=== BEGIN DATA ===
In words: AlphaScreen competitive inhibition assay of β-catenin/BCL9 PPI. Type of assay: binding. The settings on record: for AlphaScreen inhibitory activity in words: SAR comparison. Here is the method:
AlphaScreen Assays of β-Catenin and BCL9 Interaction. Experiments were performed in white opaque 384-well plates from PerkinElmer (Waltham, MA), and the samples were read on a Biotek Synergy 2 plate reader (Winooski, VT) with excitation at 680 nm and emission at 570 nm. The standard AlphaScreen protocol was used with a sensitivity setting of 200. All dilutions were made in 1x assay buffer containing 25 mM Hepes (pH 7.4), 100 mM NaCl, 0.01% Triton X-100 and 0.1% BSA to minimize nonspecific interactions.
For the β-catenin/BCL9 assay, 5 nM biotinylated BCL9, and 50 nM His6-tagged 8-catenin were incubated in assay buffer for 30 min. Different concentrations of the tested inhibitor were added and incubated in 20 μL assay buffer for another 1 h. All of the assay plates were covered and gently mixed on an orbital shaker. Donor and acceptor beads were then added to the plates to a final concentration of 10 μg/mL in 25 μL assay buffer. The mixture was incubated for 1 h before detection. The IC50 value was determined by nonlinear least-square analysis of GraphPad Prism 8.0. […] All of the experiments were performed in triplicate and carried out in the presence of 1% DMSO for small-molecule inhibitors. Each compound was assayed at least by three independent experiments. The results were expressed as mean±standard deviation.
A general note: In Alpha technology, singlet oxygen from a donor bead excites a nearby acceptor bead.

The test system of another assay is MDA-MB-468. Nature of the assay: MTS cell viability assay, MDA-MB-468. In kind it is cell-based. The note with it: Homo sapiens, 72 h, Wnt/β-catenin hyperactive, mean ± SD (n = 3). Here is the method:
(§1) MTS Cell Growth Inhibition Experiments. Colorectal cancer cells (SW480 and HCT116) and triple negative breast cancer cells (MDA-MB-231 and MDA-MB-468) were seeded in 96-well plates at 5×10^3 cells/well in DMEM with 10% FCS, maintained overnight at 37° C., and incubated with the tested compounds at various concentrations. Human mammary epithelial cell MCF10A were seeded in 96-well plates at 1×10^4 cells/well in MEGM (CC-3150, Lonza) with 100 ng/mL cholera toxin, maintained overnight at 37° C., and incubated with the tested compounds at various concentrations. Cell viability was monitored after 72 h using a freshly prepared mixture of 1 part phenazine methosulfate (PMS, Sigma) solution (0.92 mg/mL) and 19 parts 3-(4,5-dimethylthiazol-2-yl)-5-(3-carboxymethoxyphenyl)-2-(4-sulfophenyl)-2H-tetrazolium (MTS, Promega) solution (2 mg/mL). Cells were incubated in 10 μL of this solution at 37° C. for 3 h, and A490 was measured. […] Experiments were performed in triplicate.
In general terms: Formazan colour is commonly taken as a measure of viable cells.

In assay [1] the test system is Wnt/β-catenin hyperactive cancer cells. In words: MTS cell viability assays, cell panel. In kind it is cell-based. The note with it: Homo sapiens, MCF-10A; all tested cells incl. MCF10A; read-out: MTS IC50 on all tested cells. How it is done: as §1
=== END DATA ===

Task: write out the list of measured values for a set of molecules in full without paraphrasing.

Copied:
In words: AlphaScreen competitive inhibition assay of β-catenin/BCL9 PPI. Type of assay: binding. The settings on record: for AlphaScreen inhibitory activity in words: SAR comparison. Here is the method:
AlphaScreen Assays of β-Catenin and BCL9 Interaction. Experiments were performed in white opaque 384-well plates from PerkinElmer (Waltham, MA), and the samples were read on a Biotek Synergy 2 plate reader (Winooski, VT) with excitation at 680 nm and emission at 570 nm. The standard AlphaScreen protocol was used with a sensitivity setting of 200. All dilutions were made in 1x assay buffer containing 25 mM Hepes (pH 7.4), 100 mM NaCl, 0.01% Triton X-100 and 0.1% BSA to minimize nonspecific interactions.
For the β-catenin/BCL9 assay, 5 nM biotinylated BCL9, and 50 nM His6-tagged 8-catenin were incubated in assay buffer for 30 min. Different concentrations of the tested inhibitor were added and incubated in 20 μL assay buffer for another 1 h. All of the assay plates were covered and gently mixed on an orbital shaker. Donor and acceptor beads were then added to the plates to a final concentration of 10 μg/mL in 25 μL assay buffer. The mixture was incubated for 1 h before detection. The IC50 value was determined by nonlinear least-square analysis of GraphPad Prism 8.0. […] All of the experiments were performed in triplicate and carried out in the presence of 1% DMSO for small-molecule inhibitors. Each compound was assayed at least by three independent experiments. The results were expressed as mean±standard deviation.
A general note: In Alpha technology, singlet oxygen from a donor bead excites a nearby acceptor bead.

The test system of another assay is MDA-MB-468. Nature of the assay: MTS cell viability assay, MDA-MB-468. In kind it is cell-based. The note with it: Homo sapiens, 72 h, Wnt/β-catenin hyperactive, mean ± SD (n = 3). Here is the method:
(§1) MTS Cell Growth Inhibition Experiments. Colorectal cancer cells (SW480 and HCT116) and triple negative breast cancer cells (MDA-MB-231 and MDA-MB-468) were seeded in 96-well plates at 5×10^3 cells/well in DMEM with 10% FCS, maintained overnight at 37° C., and incubated with the tested compounds at various concentrations. Human mammary epithelial cell MCF10A were seeded in 96-well plates at 1×10^4 cells/well in MEGM (CC-3150, Lonza) with 100 ng/mL cholera toxin, maintained overnight at 37° C., and incubated with the tested compounds at various concentrations. Cell viability was monitored after 72 h using a freshly prepared mixture of 1 part phenazine methosulfate (PMS, Sigma) solution (0.92 mg/mL) and 19 parts 3-(4,5-dimethylthiazol-2-yl)-5-(3-carboxymethoxyphenyl)-2-(4-sulfophenyl)-2H-tetrazolium (MTS, Promega) solution (2 mg/mL). Cells were incubated in 10 μL of this solution at 37° C. for 3 h, and A490 was measured. […] Experiments were performed in triplicate.
In general terms: Formazan colour is commonly taken as a measure of viable cells.

In assay [1] the test system is Wnt/β-catenin hyperactive cancer cells. In words: MTS cell viability assays, cell panel. In kind it is cell-based. The note with it: Homo sapiens, MCF-10A; all tested cells incl. MCF10A; read-out: MTS IC50 on all tested cells. How it is done: as §1